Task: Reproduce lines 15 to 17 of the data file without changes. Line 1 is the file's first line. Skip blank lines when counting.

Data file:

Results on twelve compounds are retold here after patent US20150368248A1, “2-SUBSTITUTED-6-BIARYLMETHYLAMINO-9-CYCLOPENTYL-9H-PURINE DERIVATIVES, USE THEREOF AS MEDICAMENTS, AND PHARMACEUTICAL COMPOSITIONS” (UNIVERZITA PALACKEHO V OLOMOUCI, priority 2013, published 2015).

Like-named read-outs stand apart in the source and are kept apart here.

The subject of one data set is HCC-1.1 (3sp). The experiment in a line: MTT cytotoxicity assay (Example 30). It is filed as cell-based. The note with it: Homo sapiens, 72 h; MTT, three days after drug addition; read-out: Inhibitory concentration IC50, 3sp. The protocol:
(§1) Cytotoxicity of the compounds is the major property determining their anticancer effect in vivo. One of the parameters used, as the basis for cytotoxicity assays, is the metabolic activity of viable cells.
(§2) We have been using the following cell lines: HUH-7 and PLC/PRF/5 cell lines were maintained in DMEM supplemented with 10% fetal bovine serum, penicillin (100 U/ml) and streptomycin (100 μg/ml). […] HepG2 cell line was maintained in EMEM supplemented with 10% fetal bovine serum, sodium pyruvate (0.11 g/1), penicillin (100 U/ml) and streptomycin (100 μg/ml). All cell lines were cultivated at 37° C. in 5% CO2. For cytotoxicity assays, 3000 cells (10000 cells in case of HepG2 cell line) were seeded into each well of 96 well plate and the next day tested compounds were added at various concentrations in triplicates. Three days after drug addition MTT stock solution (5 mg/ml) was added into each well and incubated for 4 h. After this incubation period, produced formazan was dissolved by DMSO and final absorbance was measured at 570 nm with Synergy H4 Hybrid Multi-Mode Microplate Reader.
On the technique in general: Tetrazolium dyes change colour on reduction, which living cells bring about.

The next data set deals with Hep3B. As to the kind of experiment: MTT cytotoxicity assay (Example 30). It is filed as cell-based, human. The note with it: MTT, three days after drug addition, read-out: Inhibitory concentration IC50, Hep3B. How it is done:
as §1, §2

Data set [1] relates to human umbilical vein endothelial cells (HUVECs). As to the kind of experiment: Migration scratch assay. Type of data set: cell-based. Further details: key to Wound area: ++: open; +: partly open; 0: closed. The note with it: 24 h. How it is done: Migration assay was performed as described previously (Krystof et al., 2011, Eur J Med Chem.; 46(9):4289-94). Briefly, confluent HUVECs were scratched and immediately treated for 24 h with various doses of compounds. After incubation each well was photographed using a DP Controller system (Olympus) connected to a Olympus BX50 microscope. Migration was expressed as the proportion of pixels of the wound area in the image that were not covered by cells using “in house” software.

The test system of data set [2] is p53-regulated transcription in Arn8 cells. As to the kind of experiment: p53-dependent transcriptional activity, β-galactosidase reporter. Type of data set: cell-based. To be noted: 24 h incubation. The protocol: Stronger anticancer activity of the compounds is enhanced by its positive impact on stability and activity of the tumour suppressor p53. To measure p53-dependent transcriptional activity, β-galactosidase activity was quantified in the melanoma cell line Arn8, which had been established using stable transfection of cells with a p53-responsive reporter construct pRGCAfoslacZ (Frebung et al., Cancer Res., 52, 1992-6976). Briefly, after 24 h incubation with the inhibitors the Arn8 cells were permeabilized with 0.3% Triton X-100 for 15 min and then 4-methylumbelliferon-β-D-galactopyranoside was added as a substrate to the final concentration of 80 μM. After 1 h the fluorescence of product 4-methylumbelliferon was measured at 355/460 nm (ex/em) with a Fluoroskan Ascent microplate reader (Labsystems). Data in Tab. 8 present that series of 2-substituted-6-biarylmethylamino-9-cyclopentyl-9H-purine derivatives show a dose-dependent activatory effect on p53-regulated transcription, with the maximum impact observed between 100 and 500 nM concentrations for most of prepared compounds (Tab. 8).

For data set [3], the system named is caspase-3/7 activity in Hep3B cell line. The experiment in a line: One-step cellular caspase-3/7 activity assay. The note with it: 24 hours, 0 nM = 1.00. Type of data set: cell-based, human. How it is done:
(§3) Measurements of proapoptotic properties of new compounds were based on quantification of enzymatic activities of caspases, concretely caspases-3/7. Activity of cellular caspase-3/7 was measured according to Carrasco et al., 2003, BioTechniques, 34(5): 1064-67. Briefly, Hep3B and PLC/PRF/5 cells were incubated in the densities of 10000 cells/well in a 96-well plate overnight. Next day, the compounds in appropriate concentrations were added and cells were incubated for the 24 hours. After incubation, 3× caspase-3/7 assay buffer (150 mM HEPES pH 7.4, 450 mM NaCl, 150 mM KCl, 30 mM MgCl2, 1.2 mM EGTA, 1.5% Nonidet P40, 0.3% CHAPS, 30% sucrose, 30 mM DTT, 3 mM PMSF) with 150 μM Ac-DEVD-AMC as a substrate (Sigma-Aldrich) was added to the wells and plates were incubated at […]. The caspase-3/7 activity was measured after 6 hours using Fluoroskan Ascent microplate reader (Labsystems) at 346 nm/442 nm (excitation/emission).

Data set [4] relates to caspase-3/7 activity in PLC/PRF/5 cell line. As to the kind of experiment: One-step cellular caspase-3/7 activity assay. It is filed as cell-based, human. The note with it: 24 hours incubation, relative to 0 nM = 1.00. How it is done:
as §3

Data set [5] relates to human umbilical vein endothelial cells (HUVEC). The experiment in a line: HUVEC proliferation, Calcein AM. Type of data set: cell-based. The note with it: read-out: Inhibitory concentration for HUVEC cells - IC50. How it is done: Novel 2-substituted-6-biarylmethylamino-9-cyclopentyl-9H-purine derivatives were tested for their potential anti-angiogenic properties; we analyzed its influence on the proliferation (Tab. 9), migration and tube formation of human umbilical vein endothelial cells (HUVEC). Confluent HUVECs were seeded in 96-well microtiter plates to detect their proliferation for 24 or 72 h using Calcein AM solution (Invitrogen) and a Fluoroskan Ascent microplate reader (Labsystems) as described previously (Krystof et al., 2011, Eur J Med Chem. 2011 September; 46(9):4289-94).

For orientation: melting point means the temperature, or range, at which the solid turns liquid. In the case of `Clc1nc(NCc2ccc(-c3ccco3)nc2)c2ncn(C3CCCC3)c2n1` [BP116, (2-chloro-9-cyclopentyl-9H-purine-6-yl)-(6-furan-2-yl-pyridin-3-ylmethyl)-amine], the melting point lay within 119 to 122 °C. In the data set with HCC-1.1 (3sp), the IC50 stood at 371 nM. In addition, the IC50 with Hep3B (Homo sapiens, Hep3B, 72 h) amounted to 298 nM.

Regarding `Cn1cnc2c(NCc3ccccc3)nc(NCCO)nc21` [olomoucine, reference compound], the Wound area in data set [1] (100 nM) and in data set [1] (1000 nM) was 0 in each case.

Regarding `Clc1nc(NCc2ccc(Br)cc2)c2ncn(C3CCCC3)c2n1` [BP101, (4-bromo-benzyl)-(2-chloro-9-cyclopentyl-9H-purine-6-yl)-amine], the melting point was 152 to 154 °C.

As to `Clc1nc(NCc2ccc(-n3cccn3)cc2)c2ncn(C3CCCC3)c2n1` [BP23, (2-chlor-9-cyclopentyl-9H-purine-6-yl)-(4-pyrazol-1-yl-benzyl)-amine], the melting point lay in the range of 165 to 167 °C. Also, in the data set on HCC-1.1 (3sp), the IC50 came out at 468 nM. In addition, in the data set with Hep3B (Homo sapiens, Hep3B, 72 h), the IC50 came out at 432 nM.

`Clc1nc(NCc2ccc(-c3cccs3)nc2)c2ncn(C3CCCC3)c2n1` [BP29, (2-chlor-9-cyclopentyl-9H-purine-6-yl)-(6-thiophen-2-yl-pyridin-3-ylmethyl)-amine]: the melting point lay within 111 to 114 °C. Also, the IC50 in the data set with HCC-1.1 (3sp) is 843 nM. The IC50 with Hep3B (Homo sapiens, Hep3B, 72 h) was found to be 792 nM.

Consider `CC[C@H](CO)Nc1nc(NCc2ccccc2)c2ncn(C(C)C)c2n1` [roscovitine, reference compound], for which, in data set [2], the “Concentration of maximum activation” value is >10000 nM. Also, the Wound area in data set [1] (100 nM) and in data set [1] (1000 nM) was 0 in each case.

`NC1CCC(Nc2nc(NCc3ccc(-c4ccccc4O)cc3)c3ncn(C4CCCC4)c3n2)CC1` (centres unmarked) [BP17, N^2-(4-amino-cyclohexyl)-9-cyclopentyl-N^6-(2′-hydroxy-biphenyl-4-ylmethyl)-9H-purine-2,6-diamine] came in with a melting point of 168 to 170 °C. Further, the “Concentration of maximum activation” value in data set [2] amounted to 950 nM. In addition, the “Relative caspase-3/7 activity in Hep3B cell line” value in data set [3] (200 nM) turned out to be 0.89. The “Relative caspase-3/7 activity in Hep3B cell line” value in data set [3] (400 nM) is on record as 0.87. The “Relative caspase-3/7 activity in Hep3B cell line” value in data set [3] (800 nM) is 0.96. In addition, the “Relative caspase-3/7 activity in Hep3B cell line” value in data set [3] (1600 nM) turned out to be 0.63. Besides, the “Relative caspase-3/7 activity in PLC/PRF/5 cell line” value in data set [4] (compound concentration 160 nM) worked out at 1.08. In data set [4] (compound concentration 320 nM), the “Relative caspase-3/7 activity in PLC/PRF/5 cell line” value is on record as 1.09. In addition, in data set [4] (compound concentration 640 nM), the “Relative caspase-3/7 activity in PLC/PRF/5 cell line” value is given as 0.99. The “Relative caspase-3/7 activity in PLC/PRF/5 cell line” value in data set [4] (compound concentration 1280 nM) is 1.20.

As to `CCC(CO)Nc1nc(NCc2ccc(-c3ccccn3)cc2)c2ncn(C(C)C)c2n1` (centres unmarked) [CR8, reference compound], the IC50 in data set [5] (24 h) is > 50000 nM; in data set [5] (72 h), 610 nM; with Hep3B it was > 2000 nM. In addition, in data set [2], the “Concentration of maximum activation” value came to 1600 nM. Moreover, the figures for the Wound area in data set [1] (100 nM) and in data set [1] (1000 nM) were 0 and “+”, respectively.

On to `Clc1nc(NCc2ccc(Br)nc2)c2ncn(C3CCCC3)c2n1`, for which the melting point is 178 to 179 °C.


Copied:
Data set [5] relates to human umbilical vein endothelial cells (HUVEC). The experiment in a line: HUVEC proliferation, Calcein AM. Type of data set: cell-based. The note with it: read-out: Inhibitory concentration for HUVEC cells - IC50. How it is done: Novel 2-substituted-6-biarylmethylamino-9-cyclopentyl-9H-purine derivatives were tested for their potential anti-angiogenic properties; we analyzed its influence on the proliferation (Tab. 9), migration and tube formation of human umbilical vein endothelial cells (HUVEC). Confluent HUVECs were seeded in 96-well microtiter plates to detect their proliferation for 24 or 72 h using Calcein AM solution (Invitrogen) and a Fluoroskan Ascent microplate reader (Labsystems) as described previously (Krystof et al., 2011, Eur J Med Chem. 2011 September; 46(9):4289-94).

For orientation: melting point means the temperature, or range, at which the solid turns liquid. In the case of `Clc1nc(NCc2ccc(-c3ccco3)nc2)c2ncn(C3CCCC3)c2n1` [BP116, (2-chloro-9-cyclopentyl-9H-purine-6-yl)-(6-furan-2-yl-pyridin-3-ylmethyl)-amine], the melting point lay within 119 to 122 °C. In the data set with HCC-1.1 (3sp), the IC50 stood at 371 nM. In addition, the IC50 with Hep3B (Homo sapiens, Hep3B, 72 h) amounted to 298 nM.

Regarding `Cn1cnc2c(NCc3ccccc3)nc(NCCO)nc21` [olomoucine, reference compound], the Wound area in data set [1] (100 nM) and in data set [1] (1000 nM) was 0 in each case.